So I was naughty last night.
I got home from a long Sunday and wanted to get vertical and rest. Instead of napping, I brought my clingy friend into bed. It never ends well.
I always regret sleeping with my phone.
Why did I do that?
I was naively hoping to improve my mood. Starting a new week in my job search brings up dread, so I wanted to take my mind off reality. The time limit kept popping up on my Instagram to kick me off but I kept extending it. I wanted to escape. I wanted to swim in the sea of purposelessness for a short time at least.
Eight tricks of the trade that I learned to friendzone my phone are:
1. Shut off notifications.
Why do I want to feel loved by my phone? It’s like I am seeking attention from a clingy ex-boyfriend.
Turning off my notifications is disempowering them to have power over my attention. Why would I do such a thing? I am trying to move on with my life without him in it. The red bubbles and dinging send me into delirium. I check my phone for a moment after it lights up with a cat meme and I end up in a rabbit hole in Quora to get to the bottom whether calico cats are similar to mules or if there actually are males despite their chromosomal abnormality.
With notifications, it turns my attention into a monkey brain. No wonder I used to always think I have ADD without being able to finish a task. Sure, that means I don’t respond as urgently to texts or emails but if someone is actually dying, I’ll get a call. Or if someone like my roommate has Covid, they’ll leave me a sticky note in the bathroom.
2. Sleep in a separate room than them.
The first thing I do when I wake up is look for my phone, and if I don’t find it, it sends a shiver down my spine of panic. I frantically look for it. When I find it, it’s like I found my long lostlover but its actually an ex who wants to suck all the fresh energy out of my new day.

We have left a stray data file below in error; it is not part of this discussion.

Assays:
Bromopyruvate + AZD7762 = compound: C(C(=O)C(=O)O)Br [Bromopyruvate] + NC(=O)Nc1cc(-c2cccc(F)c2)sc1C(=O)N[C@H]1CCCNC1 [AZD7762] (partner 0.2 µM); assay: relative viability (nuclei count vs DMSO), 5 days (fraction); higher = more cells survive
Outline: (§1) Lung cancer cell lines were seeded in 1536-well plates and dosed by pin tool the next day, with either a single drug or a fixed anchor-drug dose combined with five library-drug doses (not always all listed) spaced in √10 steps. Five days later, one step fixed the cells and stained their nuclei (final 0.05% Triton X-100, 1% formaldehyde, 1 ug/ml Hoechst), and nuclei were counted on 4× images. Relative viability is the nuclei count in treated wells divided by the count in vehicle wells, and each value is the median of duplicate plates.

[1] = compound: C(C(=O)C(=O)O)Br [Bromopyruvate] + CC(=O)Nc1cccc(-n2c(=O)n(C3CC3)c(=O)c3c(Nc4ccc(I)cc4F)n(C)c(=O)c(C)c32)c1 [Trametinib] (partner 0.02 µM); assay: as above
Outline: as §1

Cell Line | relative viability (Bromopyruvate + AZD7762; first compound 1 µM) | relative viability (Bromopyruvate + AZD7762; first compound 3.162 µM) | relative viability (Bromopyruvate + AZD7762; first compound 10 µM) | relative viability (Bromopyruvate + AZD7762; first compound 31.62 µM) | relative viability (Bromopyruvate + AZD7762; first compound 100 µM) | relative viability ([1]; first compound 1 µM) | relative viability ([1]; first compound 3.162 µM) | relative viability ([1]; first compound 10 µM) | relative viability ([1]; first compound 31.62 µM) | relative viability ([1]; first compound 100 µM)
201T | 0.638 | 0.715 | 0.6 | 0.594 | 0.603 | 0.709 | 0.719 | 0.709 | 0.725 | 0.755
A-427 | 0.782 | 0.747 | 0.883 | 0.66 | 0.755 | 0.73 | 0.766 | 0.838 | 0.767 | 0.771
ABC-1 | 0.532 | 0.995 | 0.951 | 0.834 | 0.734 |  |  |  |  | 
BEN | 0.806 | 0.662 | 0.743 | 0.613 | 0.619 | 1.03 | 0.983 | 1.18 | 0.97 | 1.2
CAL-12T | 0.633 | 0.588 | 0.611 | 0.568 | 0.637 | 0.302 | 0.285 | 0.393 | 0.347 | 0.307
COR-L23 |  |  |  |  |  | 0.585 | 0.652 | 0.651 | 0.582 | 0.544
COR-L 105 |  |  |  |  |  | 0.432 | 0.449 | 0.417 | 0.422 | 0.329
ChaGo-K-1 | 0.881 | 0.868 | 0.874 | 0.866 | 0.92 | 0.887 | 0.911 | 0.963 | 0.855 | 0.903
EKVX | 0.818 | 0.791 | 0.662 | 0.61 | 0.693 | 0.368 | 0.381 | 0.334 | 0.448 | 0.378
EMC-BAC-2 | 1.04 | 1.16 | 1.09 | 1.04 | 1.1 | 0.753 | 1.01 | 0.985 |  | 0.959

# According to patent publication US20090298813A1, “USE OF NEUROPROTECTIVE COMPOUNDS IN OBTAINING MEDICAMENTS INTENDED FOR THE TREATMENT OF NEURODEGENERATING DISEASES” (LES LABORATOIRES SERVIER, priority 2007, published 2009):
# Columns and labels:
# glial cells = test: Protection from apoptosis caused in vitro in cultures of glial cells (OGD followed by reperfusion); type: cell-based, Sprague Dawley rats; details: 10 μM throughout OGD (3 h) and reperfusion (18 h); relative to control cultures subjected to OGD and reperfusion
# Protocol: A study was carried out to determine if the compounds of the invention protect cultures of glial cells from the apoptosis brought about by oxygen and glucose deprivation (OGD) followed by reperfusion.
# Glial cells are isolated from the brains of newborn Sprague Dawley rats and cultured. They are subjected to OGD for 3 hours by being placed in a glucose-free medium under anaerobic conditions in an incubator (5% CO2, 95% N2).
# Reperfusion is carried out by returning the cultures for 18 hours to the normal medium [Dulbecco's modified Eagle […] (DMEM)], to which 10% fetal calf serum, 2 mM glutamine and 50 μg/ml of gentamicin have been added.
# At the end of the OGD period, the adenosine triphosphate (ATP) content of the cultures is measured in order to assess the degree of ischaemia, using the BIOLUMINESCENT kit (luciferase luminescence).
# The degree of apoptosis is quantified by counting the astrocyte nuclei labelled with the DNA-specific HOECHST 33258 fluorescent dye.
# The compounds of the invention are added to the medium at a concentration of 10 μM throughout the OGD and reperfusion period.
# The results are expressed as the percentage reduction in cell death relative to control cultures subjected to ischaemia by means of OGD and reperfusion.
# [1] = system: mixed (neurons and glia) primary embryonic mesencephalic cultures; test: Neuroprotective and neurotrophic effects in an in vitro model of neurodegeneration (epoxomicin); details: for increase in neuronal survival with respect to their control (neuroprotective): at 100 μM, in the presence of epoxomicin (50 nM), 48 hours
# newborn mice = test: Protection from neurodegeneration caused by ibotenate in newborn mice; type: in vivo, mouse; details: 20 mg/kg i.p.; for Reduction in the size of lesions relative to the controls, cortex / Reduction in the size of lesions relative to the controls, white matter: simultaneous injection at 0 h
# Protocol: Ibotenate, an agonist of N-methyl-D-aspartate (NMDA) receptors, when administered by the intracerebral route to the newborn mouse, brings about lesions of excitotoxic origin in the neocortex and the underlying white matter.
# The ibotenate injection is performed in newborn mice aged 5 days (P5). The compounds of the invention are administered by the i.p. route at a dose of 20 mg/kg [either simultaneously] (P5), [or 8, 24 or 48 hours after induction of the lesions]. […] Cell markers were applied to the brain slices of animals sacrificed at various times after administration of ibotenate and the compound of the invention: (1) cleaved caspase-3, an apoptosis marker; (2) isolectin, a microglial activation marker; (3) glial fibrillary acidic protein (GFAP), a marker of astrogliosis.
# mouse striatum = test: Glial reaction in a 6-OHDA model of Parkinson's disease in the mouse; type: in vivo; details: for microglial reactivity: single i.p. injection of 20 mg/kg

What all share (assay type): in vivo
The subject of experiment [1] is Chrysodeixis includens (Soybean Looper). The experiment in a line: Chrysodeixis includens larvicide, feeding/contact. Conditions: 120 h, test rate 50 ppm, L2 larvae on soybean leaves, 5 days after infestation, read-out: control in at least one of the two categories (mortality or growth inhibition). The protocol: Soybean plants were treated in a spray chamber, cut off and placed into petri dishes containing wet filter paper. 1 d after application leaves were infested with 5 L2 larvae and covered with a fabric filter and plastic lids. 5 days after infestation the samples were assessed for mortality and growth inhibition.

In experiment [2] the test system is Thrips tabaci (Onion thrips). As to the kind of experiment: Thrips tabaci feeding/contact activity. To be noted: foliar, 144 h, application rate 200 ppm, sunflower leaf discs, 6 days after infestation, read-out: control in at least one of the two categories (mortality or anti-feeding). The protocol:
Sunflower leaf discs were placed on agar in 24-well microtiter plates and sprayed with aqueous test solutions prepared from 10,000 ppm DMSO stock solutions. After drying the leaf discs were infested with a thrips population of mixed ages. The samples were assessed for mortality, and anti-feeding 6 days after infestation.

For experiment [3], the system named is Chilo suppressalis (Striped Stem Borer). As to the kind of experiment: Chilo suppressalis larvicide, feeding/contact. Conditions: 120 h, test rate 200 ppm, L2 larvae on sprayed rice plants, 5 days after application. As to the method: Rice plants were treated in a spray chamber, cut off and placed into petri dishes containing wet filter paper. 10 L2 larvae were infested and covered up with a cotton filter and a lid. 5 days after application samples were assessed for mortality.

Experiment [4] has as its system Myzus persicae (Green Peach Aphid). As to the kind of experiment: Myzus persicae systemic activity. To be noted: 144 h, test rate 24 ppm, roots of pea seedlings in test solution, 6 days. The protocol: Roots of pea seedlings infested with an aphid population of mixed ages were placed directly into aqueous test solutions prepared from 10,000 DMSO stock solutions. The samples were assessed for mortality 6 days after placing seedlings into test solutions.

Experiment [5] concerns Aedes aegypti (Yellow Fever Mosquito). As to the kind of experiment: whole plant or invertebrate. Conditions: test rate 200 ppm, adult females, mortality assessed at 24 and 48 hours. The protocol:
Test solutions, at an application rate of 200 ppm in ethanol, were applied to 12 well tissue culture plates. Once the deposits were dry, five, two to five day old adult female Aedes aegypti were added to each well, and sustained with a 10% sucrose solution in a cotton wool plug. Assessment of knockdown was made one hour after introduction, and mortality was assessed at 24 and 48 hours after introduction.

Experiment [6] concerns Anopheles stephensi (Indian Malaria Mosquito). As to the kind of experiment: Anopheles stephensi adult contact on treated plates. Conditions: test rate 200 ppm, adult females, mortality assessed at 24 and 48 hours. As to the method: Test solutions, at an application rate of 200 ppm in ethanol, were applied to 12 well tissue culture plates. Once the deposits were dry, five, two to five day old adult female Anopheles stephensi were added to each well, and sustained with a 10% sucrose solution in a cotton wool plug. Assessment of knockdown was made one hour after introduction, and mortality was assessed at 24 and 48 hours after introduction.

Starting my day feeding this dysfunctional relationship doesn’t set me up for success. It’s sets me for a frenzy and already a feeling of being behind with missed messages, emails, and DMs. My bedroom is a safe space where I don’t need toxic energy to ruin my falling asleep or awakening.
3. Buy an alarm clock.
Hear me out: it costs $10 on Amazon and will stop feeding your addiction. Or get into a consistent sleep routine where you naturally wake up to the chirping birds outside your window. That works for me.
4. Set timers. Avoid dopamine addiction.
You know that feeling where time stops with clarity while flowing through work? That effect also happens on social media but the opposite is antiflow.
The antidote is to set a timer. Be intentional with how much time you are willing to be sucked into the algorithms. Those beginningless hours of time can never be given back that first day I downloaded TikTok last summer. Instead, try out an experiment. Instead of feeling perpetual guilt for the dopamine hits, have an upfront contract of how long you’ll indulge with your attention.
5. Delete apps to create more friction.
Out of sight, out of mind.
TikTok for me was like my senior year college roommate who each night wanted me to accompany her to the bar. I have major FOMO for not going to karaoke nights on Mondays or 90s nights on Tuesdays or country nights on Wednesdays. Polly was the drinking buddy holding me accountable for my alcoholic tendencies.